CARACAS, Venezuela - Firmly in power and his revolution now in overdrive, President Hugo Chavez is moving fast to transform Venezuela's economy by bucking free-market planning with what he calls 21st-century socialism: founding state companies, seizing abandoned private factories and establishing thousands of cooperatives and worker-run businesses.


Many of the president's grandest plans are put into practice at the year-old Ministry for the Popular Economy. Planners there have already created 6,840 cooperatives that employ 210,000 people nationwide, many producing for the state.


The new measures - which include the seizure of factories, mines and fields the government says are unproductive - are playing well domestically. Mr. Chavez has an approval rating topping 70 percent.

After 200 years of exploitation under colonialism and capitalism, Venezuela is moving in a new direction. Bravo to Chavez and the Bolivarans for striking out in a new direction and leading the way towards global emancipation.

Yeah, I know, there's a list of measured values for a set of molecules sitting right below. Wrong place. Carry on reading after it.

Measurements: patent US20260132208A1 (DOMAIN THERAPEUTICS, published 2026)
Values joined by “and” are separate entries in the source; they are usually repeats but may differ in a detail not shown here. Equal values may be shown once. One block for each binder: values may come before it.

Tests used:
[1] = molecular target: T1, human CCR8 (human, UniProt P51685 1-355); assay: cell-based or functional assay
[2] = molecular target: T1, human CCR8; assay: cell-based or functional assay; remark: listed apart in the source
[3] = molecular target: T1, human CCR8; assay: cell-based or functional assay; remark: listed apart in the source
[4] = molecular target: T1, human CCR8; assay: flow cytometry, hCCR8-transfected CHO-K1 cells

Saturday, November 05, 2005


Sean, at tothebarricades.blogspot.com has such an excellent post on the upcoming NYU grad student strike, that I had to crosspost it (below). A call to action - contact President Sexton and demand that the NYU administration meet the demands of the union: John.sexton@nyu.edu or (212) 998-2345.

NYU Grad Students, through GSOC/Local 2110 UAW, have authorized a strike this morning which will result in a complete stoppage of work by graduate students in response to the administration's refusal to renew their contract, which expired on August 31, 2005 (the National Labor Relations Board, composed largely of apointees from a reactionary Bush administration, determined, contrary to a 2000 ruling, that universities do not have to negotiate with graduate student unions). A contract "offered" to the union by the administration in August was "little more than a public relations stunt" which acquiesced to none of the principal demands in an acceptable fashion.